So how do we build play skills and train success?   How else, through centers!!! In our classroom, we have three areas that support play and socialization.  One is the social center which was shared in a previous post and the other two are variations on rug play.

Area one is a traditional play area, where the students have free rein to play with a variety of toys on the shelf. 

 
This design is effective for our returning students and students with higher skills.  It is the area we will focus on today.  The main rule of the area is that the students need to play with the items from the shelf on the area rug directly below the shelf. 
 

For many years our rug was a multi-colored preschool circle rug with various shapes on it.  However this past year, I purchased a 6 by 9 foot solid colored area rug.  My personal preference is a solid colored area rugs without designs on it as the design can be highly distracting for kiddos and can be hard for kids with visual impairments to play and walk on. 

What makes the area successful for our students is our concept of less is more.  We only have four to eight different activities on the shelf for the kids to choose from and each activity is limited in the number of items it has especially at the beginning of the year.  For example we may have 20 wooden blocks out rather than the whole set of 80.

To support the students in requesting however I will Velcro an aided language icon on the shelf for students to ask for more if needed.   This supports our nonverbal kids in requesting and reminds all the kids that they have the option to request more. 
 
We also have all done-put in prompts on the insides of each toy tub.  This helps the kids remember to pick up their toys as they finish playing with them.  Remember a visual prompt is always easier to fade than a verbal one! 

 

One play expert aka, paraprofessional or classroom volunteer is assigned to this center to help facilitate, model and encourage active engagement with toys in the area.  Depending on student levels the kids are here for 10 to 15 minutes.  We never want them to be at a center too long.  We try to stretch their attention span over time but watch it closely because if they are there too long that is when problem behavior starts to occur.  The idea is to structure centers so that they are actively engaged for 10 to 15 minutes at each center and move onto the next activity before their ability to engage decreases.  The more actively engaged students are the less problem behavior will occur.!

NOTE: for students with little attention to task, we added in functional errands between centers or in the middle of centers.  For example, the students may go to the office to check our mailbox or return library books. I will share more about that in the future but for now I wanted to share my top 5 activities items for rug play.  Each one with its own modifications and visual supports.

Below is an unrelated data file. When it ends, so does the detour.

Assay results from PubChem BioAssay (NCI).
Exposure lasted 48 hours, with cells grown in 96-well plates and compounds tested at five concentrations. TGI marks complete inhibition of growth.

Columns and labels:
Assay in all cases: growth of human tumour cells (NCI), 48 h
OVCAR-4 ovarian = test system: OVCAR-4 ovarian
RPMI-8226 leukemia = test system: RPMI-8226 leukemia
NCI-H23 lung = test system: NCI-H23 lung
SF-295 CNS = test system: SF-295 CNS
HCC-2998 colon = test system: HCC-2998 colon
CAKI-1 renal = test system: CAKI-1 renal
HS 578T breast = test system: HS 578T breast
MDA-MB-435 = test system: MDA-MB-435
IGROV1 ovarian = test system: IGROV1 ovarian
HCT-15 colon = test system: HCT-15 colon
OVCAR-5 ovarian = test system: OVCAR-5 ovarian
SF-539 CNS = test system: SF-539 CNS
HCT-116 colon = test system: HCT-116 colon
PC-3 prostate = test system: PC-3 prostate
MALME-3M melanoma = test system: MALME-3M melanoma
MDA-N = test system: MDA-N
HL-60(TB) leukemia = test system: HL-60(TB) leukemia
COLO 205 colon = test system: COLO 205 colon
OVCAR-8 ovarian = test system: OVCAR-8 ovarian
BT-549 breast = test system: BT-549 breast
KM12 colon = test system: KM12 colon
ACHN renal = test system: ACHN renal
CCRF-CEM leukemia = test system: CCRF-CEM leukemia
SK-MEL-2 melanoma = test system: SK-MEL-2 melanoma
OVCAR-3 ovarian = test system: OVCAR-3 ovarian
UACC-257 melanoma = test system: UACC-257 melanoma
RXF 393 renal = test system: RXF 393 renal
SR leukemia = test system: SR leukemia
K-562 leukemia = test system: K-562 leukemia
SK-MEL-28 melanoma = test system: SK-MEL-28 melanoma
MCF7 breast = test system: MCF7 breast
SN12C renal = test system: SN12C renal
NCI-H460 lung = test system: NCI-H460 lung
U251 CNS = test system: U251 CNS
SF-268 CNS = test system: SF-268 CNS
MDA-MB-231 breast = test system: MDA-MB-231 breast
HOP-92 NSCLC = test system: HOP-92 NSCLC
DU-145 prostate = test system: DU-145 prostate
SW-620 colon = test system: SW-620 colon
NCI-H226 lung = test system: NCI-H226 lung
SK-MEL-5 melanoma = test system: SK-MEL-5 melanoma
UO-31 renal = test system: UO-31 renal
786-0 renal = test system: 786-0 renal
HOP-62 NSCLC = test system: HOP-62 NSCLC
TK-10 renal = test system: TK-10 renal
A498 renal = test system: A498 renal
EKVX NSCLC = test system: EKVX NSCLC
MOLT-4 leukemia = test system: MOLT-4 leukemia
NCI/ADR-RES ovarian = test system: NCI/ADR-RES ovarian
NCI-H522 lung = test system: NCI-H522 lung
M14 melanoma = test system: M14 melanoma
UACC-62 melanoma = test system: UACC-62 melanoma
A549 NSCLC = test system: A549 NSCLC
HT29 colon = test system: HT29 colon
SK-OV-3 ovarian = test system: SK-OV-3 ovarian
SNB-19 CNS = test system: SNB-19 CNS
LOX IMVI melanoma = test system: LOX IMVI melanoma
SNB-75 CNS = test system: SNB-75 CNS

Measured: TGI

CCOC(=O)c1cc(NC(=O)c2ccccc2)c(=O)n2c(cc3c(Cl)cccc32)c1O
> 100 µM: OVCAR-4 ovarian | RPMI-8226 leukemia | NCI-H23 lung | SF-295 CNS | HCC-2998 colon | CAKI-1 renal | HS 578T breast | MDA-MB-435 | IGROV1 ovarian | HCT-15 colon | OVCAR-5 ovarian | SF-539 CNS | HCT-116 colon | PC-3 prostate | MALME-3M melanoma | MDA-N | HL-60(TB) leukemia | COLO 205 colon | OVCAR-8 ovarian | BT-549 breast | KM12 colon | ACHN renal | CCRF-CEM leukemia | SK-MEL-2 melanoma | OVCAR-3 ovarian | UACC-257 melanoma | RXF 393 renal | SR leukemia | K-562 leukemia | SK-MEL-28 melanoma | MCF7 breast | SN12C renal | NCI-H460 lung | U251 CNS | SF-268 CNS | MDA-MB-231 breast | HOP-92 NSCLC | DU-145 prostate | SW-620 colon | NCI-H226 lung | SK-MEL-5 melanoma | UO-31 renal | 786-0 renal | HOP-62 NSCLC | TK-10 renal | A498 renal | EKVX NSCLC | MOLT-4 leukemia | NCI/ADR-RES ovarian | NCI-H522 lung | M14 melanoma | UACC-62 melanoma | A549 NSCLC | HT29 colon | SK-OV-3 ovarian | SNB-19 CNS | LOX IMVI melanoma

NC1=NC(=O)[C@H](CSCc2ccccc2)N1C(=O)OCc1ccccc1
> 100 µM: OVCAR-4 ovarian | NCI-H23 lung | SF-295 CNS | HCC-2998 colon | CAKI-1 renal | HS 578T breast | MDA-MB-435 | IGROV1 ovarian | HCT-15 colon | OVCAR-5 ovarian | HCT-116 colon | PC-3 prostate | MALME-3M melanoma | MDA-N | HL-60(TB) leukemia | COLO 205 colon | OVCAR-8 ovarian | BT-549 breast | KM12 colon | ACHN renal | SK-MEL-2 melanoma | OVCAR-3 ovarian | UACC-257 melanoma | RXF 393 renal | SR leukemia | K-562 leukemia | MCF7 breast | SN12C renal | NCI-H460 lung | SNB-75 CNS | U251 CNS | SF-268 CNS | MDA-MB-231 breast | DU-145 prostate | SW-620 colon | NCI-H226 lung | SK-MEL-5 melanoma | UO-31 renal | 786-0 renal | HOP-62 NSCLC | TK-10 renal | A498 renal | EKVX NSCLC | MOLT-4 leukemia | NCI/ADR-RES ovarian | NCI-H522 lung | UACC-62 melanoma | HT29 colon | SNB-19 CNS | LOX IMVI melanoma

1.      A Wood Train Set - modified with numbers and color coding so that it makes one complete track.  Remember less is more by having just the pieces needed to make a figure 8 track the kids and staff can put it together in a functional manner and then focus on pretend play with the train and people. 
 
 
Here is a closer look:  You can see the numbers on each track piece.  If you look really closely you will see there is a red permanent marker line online the side of the track that is a visual cue to show the kids that the red stop sign and the red roofed police station go by that track. 
 
 
              We have also taped an aided language board inside the lid of the box so we can support
              and facilitate language as the students request various pieces and track numbers. 
 
 

2.      Marble Works– modified with a letter matching system this set can be put together without extra pieces quickly and effectively so that the marbles run through without getting caught up.  This is one of our favorites for turn taking and playing with a group as the game is so fun it caters to the kids playing together.  Of course with some turn taking and sharing lessons from staff! 
 
 
       Here is a closer look at the letter matching system we use to support the students and staff in putting a functional marble game together.  Note:  this does limit the students creativity a bit but it helps them gain functional play skills.  We can always add the creativity piece back in after they get the concept of how to play with a specific toy.  Rather than spinning the wheel on the little yellow piece over and over again, they can watch their marbles go through the maze over and over again like the game is intended to play. 
 
 
 
      This game also has an aided language board taped to the inside of the box's lid so the students can request the letter pieces and marbles. 
 
 
TIP:  For kids that are at the early stages of play we have modified this game to be a task box with just a few pieces.  The kids can work on the skill of top to bottom and starting on the left and end on the right. I got the idea from Task Gallore: Let’s Play .  It is an excellent book for gathering play ideas!
 


3.      Duplo Legos- modified with step by step books to make lego creations.  Perfect for kids that work well using visual work systems.  They have a visual of what they are making and a step by step process of how to do so.